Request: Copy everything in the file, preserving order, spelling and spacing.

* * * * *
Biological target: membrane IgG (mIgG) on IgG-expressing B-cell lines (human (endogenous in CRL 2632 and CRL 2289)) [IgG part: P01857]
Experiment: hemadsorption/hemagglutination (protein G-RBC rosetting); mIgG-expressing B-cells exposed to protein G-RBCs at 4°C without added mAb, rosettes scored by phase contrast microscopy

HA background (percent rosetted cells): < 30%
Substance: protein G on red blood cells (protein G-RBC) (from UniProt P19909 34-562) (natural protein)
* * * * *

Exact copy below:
Biological target: membrane IgG (mIgG) on IgG-expressing B-cell lines (human (endogenous in CRL 2632 and CRL 2289)) [IgG part: P01857]
Experiment: hemadsorption/hemagglutination (protein G-RBC rosetting); mIgG-expressing B-cells exposed to protein G-RBCs at 4°C without added mAb, rosettes scored by phase contrast microscopy

HA background (percent rosetted cells): < 30%
Substance: protein G on red blood cells (protein G-RBC) (from UniProt P19909 34-562) (natural protein)